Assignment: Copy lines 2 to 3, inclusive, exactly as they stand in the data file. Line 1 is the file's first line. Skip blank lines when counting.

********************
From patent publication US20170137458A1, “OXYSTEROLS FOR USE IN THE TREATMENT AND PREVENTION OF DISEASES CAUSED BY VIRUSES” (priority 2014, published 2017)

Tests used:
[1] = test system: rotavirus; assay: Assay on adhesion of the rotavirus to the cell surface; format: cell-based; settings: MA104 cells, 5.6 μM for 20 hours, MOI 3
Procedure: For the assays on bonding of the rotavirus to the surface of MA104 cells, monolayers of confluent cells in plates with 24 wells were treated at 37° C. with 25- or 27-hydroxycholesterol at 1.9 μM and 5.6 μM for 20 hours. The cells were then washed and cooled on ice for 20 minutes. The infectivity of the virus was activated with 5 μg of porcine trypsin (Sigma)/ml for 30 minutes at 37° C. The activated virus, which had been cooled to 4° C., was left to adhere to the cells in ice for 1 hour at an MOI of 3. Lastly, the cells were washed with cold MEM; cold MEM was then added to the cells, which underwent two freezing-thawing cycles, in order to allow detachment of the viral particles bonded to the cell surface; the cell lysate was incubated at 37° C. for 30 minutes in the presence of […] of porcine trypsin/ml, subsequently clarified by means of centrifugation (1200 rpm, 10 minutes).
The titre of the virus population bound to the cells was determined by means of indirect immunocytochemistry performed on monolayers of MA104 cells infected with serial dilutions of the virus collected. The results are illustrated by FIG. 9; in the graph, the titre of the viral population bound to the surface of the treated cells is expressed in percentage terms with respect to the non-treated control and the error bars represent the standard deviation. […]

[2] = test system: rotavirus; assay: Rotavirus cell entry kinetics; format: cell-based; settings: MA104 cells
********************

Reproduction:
Tests used:
[1] = test system: rotavirus; assay: Assay on adhesion of the rotavirus to the cell surface; format: cell-based; settings: MA104 cells, 5.6 μM for 20 hours, MOI 3